Hugo Chávez was pushed out of the Venezuelan presidency in the early hours of Friday, in what may be remembered as one of the most efficient—if undemocratic—regime changes in recent history. The general strike that began Tuesday (see this “International Papers” column) culminated in a 200,000-strong anti-government demonstration in downtown Caracas Thursday evening. After pro-Chávez forces opened fire on the crowd, killing at least 14 and injuring more than 100, a group of high-ranking military officers declared themselves appalled by the human rights violations and thus in open rebellion against the administration. By 1:30 a.m., it was announced that Chávez had accepted the military’s request that he resign.
As the Financial Times observed, “The undignified end to Mr Chávez’s three-year rule and autocratic style of government marked the climax of the effective rebellion of the entire armed forces in the space of around four hours.” The military refused Chávez’s request to leave the country for exile in Cuba. On Friday morning, Pedro Carmona, the president of Venezuela’s main business association and one of the instigators of this week’s general strike, was named as the head of a civilian junta that will rule Venezuela until elections can be held on Dec. 8.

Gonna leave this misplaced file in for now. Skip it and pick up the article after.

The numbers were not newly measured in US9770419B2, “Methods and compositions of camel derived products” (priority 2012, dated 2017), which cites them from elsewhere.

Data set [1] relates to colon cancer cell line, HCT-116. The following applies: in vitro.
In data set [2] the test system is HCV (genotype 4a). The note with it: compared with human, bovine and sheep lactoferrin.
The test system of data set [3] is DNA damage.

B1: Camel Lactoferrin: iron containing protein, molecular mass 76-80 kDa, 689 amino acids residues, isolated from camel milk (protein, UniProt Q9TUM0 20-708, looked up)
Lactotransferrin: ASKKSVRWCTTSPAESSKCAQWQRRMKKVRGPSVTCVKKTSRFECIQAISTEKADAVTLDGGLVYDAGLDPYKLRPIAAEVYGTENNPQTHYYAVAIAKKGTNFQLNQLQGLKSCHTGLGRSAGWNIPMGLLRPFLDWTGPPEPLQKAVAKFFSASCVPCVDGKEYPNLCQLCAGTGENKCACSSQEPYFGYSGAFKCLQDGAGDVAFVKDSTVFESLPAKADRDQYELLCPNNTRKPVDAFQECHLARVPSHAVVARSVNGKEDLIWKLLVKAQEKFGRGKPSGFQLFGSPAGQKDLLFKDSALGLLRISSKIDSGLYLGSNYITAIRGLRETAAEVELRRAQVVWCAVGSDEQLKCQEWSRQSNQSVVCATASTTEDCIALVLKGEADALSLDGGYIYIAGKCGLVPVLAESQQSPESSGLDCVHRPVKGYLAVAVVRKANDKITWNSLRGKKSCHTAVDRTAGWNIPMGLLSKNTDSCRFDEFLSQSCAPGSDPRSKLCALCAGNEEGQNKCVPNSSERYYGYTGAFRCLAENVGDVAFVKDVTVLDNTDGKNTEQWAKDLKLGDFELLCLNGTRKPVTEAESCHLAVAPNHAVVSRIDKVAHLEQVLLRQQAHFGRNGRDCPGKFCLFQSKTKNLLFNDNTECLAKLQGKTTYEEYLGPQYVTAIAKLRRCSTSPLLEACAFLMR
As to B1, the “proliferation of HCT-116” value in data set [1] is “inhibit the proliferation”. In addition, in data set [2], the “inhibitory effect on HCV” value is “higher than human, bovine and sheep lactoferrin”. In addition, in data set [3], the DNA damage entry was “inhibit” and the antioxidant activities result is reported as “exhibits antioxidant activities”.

One of President Carmona’s first pronouncements suggests that many of the reforms made during Chávez’s rule will soon be repealed. In 1999, 70 percent of voters approved Chávez’s plan to change the country’s name to “the Boliviarian Republic of Venezuela.” According to Spain’s El País, Carmona announced Friday that he would scrap “Boliviarian.” It is also unclear what, if anything, the strange bedfellows that organized the general strike—a coalition of business owners and trade unionists—have in common beyond a hatred of Hugo Chávez.
An Associated Press story published in Toronto’s Globe and Mail reported that Chávez had “accused business leaders of conspiring with major labour groups, the news media and the Roman Catholic hierarchy to overthrow him.” Apparently, his paranoia was justified. The report added that the Venezuelan armed forces, “which have traditionally [maintained] strong ties to the U.S. military,” resented Chávez’s distancing of Venezuela from Washington, his friendship with Fidel Castro, and his alleged ties with left-wing Colombian guerrillas. Executives at Petróleos de Venezuela, the state oil monopoly, where production was virtually halted by this week’s work stoppage, pledged to return to full production as soon as possible. The Financial Times also noted that PDVSA planned to “immediately terminate” an agreement made by Chávez to supply oil to Cuba at reduced rates.
As to the effect of Chávez’s departure on oil prices, the outcome may be less positive than many expected. An analyst told the Financial Times:
Prior to the Chávez presidency Venezuela had been an Opec member in name only, generally one of the worst quota breakers in the producer group. It rarely paid any attention to production limits and appeared to have a policy of maximising production. … [H]istory would suggest that Venezuela could soon return to its cheating days.